As a parting shot, here are some of the funded arts in that link above…

  • $400,000 for an exhibition “exploring the importance of plants as a source of inspiration for noted American poet Emily Dickinson” [You. Must. Be.  Joking.]
  • $350,000 to explore the “cultural significance of the circus poster”  [Over a quarter million dollars to answer a question that has no answer?]
  • $725,000 to produce a two-hour documentary on the history of American whaling.  [I can look that up in the library, thanks.  Three quarters of a million dollars to make a video of a lot of old photographs.  Yeaaaaaaahhhhh.  Right.]
  • $130,000 for 16 professors to study the “truth and meaning” of life according to Aristotle [Mental masturbation.]
  • $50,000 to build a computer model of an ancient city in Pakistan complete with “animated and interactive ‘inhabitants'” [I. Don’t. Care.]

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I blogged it last night but I’m showing the Bugatti Veyron again because I can and I want to.  Clarkson, you are one lucky bastard to have driven this.

Bugatti-Veyron_2005_800x600_wallpaper_03

What a thing of beauty.  A picture is probably as close as I’ll ever get to one.  (sigh)

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Not so well known by me, though probably countless others are/were aware – that while Wall Street is held to the Securities and Exchange Commission regulations and oversight designed to curb improper trading, others are not.

Guess who is not held to account for what is essentially insider trading?

Congress.

Yes, your elected officials can schmooze with lobbyists, talk behind closed doors, have private meetings with industry leaders – and then turn around and sell off their stock just before bad news goes public.

I wasn’t oblivious to the practice, I just thought that it was illegal and there was no one set up in a position to enforce laws on th e matter.

According to that source (above), insider trading is:

  • “Violation of a duty (as in the duty of fidelity of an officer to his corporation and its shareholders); or
  • Misappropriation of information that belongs to a third person (as in the information about what’s going to appear in a print journal that is ascertained [found out] because the ascertainor is an employee of that journal or of a printing company contracting with that journal).”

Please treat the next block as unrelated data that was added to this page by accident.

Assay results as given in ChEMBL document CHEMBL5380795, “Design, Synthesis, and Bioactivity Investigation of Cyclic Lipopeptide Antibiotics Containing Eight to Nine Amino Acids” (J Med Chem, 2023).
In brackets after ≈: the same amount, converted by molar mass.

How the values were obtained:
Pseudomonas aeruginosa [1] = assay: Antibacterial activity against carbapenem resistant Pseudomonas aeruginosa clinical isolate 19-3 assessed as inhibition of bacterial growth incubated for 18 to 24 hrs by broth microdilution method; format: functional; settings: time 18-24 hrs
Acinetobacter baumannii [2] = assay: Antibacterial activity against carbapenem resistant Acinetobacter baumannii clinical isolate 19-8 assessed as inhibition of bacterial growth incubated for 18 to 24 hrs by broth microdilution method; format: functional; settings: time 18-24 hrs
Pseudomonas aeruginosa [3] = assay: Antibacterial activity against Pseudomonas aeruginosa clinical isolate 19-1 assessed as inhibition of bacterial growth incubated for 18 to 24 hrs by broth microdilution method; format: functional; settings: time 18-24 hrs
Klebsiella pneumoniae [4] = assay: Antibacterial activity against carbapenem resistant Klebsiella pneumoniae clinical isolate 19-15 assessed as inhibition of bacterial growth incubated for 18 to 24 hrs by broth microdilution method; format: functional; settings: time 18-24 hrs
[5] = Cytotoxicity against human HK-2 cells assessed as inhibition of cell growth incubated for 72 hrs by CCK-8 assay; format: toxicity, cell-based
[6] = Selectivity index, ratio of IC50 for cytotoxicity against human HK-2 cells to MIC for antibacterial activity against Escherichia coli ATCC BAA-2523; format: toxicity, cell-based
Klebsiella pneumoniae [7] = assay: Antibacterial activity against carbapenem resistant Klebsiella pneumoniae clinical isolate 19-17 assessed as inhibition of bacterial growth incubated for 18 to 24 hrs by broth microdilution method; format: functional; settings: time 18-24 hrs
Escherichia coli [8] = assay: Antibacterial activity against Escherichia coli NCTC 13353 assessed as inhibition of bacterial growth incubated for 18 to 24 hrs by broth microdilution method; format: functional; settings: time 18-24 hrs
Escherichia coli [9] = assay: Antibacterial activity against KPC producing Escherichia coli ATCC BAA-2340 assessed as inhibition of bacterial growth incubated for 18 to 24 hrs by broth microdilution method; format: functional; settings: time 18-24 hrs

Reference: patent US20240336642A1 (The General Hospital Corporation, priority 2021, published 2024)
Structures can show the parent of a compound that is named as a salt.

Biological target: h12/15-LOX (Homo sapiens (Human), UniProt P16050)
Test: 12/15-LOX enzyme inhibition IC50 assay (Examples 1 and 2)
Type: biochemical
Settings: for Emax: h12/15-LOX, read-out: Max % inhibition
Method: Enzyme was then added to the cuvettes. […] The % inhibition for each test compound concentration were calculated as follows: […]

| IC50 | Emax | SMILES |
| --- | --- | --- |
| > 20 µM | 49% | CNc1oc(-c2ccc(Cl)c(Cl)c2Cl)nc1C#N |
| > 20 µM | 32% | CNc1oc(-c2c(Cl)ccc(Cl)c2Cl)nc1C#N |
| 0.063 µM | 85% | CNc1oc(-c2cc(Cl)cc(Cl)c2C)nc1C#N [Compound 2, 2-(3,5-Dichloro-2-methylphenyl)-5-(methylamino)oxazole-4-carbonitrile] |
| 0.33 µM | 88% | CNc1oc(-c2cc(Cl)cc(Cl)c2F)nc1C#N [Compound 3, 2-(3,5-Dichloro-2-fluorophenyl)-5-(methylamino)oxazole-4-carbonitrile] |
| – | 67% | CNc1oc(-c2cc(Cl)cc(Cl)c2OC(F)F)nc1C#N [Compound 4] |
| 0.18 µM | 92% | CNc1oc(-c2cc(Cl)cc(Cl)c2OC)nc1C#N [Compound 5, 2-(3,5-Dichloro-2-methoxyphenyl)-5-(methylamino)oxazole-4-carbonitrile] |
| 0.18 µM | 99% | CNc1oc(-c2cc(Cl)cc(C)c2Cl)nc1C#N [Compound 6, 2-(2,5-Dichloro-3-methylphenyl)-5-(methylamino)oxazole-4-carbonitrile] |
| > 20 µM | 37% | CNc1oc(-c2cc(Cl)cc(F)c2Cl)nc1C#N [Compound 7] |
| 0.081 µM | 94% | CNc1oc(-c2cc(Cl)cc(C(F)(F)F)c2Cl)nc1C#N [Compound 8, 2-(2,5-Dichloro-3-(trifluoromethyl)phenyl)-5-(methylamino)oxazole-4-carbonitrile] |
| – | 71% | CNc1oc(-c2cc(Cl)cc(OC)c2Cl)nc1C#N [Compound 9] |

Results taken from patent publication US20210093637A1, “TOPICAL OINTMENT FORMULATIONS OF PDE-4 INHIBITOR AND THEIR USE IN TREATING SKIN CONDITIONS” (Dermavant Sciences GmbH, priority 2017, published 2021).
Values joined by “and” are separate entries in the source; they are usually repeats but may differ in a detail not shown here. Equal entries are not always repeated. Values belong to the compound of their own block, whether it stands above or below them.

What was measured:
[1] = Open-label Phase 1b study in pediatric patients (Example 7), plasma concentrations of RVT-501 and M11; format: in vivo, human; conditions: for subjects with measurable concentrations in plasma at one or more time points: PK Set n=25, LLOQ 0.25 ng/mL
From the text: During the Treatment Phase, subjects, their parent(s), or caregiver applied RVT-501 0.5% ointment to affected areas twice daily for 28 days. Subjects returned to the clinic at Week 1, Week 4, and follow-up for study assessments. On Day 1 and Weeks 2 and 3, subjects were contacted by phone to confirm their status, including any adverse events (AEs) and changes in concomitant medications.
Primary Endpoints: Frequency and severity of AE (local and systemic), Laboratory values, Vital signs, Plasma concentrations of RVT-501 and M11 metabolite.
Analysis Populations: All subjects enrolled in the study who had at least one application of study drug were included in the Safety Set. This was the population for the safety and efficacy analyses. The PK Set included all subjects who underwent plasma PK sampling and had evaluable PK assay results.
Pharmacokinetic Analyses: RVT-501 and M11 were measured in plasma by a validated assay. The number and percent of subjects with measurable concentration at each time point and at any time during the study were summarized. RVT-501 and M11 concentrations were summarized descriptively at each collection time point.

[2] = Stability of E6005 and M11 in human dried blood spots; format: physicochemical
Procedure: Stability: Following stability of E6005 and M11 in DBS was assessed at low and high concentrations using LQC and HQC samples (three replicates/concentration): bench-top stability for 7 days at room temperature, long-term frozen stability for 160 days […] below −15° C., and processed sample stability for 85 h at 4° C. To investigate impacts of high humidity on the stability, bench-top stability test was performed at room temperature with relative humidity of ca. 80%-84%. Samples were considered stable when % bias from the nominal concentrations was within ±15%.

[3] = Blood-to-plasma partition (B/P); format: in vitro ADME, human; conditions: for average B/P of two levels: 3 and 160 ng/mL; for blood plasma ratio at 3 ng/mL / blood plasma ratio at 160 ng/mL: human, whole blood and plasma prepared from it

And you say “Uh, so what? Isn’t that obvious?”  Well, not so fast when it concerns your representative who is really out for himself with that information he gleans as he gets paid by you to do his job…

… applying those two tests to Congress reveals an important legal truth. According to my source: “Congressfolk fit in neither category. They owe no duty of fidelity to anyone (possibly excepting their constituents) and all the information they ascertain is ascertained in pursuit of their Congressional functions with no strings attached.

In other words, since people in Congress don’t have a duty to a corporation and they are getting their insider information in performing their jobs as Congress people, they can use that information without restriction.  – Peter Cohan

So while your portfolio tanked like mine, across congress the average returns were well above the average elsewhere.

Senators make significant abnormal returns, some place around 1 percent above the market, 12 percent a year.  – Alan Ziobrowski

<snip>

It’s absolutely incredible, but the Securities and Exchange Act does not apply to members of Congress, congressional staff or even lobbyists.  – Craig Holman

Why even bring it up, you might ask.  Because in spite of possible unintended consequences, I’d like to suggest this idea that came to me while great deep and profound brain things were going on inside my head: